BP’s new chief executive Bernard Looney revealed he has considered the possibility that peak oil demand could be one of the legacies of the Covid-19 outbreak.
Mr Looney, speaking in an interview with the Financial Times, said he could envisage the impact of the coronavirus crisis on crude oil consumption lasting far beyond the end of the pandemic.
He added that he “would not write off” the possibility that the sector may have seen “peak oil”.
“I don’t think we know how this is going to play out. I certainly don’t know,” Mr Looney said.
“Could it be peak oil? Possibly. Possibly. I would not write that off.”
BP announced a £3.6 billion pre-tax loss in the first quarter of 2020 as the impact of the coronavirus and oil price slump hit the business – a 66% drop in earnings.
The oil giant said the economic impact of the Covid-19 crisis, coupled with pre-existing supply and demand factors, has brought an “exceptionally challenged commodity environment”, with product demand sharply reduced as the population remains in lockdown.
BP said an OPEC deal to cut production by nearly 10 million barrels per day from next month is “unlikely to prevent material supply shut-ins by oil producers in the near term, some of which may be difficult to reverse”.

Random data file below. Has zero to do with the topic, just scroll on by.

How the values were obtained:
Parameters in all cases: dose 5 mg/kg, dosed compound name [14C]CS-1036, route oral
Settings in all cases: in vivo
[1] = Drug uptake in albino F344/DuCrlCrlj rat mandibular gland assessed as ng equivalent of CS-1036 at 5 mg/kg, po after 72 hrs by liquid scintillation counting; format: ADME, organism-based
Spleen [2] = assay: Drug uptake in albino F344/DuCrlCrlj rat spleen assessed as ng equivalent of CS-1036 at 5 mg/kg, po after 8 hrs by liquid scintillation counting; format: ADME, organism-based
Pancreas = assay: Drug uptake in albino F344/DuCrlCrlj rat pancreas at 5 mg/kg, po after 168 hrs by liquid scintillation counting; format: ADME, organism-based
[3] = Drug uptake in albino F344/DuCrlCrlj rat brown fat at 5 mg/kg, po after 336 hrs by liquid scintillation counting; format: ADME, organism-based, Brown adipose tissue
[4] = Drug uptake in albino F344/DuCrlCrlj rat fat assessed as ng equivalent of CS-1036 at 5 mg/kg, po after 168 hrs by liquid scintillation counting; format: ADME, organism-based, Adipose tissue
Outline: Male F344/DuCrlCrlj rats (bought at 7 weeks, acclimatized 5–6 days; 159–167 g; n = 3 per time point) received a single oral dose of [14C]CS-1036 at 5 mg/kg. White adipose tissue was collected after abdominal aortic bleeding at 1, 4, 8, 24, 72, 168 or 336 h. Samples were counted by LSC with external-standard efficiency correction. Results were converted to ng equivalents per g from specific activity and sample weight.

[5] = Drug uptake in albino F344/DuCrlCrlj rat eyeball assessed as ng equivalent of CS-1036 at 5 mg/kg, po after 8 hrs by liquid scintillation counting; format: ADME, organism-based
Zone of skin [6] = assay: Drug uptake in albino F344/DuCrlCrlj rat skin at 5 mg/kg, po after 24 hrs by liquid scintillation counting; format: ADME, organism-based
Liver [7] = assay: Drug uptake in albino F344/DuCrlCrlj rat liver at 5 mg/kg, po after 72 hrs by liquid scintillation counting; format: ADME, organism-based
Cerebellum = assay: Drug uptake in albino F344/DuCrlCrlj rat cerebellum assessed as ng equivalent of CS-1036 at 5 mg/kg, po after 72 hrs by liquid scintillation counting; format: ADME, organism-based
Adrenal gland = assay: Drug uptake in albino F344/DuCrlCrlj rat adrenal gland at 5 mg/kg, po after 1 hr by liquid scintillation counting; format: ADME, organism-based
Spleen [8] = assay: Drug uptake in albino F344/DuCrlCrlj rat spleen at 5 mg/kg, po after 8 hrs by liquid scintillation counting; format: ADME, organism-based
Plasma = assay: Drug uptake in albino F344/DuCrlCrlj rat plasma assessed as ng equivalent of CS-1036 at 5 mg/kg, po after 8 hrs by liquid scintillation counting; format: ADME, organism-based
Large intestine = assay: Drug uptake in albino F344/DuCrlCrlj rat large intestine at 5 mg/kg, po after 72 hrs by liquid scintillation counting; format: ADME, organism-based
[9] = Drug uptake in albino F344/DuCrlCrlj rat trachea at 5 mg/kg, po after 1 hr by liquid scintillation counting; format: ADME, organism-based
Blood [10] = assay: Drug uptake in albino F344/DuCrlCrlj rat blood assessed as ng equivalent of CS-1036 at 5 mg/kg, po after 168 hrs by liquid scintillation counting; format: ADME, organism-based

However, Mr Looney said the pandemic had only served to increase his conviction over the firm’s recently announced plans to move to low-carbon energy.
He lauded the investment growth of the renewable energy sector during the Covid-19 crisis as “the model that is increasingly respected and admired by investors as being resilient and having a different risk profile”.
However, climate activist group Greenpeace hit out at Mr Looney’s comments, calling for BP to get out of oil and into renewables if it wants to “stay in the game”.
Charlie Kronick, senior climate finance adviser for Greenpeace UK, said: “Mr Looney accepts we may have reached the global oil demand peak and in February he promised to share details of BP’s new climate strategy by September – the world may be unrecognisable by September.
“If BP wants to stay in the game, they need to start making clear now how they’re going to get out of oil and into renewables – and then start doing it.
“Decisive and positive action now will hit shareholders’ investment portfolios far less than it would to carry on with business as usual in an economy that is collapsing due to catastrophic climate change.”